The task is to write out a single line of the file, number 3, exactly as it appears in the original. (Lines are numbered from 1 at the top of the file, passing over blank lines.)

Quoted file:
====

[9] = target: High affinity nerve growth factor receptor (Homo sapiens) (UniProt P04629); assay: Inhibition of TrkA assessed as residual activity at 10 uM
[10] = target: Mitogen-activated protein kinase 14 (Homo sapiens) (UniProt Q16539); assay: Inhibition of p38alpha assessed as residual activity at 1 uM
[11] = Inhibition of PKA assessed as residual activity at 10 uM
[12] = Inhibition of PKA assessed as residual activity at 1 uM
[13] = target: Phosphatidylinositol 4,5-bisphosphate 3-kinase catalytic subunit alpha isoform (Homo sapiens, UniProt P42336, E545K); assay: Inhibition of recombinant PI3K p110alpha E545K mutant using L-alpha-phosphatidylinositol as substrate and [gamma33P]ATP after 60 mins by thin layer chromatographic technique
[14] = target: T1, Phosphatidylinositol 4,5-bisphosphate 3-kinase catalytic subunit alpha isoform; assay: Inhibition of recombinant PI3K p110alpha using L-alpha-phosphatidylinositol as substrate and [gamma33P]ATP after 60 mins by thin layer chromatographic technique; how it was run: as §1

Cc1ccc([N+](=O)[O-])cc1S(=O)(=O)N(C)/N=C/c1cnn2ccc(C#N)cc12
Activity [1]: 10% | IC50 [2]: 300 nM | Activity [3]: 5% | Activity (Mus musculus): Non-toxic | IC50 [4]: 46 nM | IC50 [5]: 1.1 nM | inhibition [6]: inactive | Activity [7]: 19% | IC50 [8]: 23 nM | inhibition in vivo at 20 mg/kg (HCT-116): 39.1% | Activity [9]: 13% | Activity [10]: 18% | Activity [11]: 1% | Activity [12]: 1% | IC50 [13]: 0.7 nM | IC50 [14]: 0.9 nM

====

[11] = Inhibition of PKA assessed as residual activity at 10 uM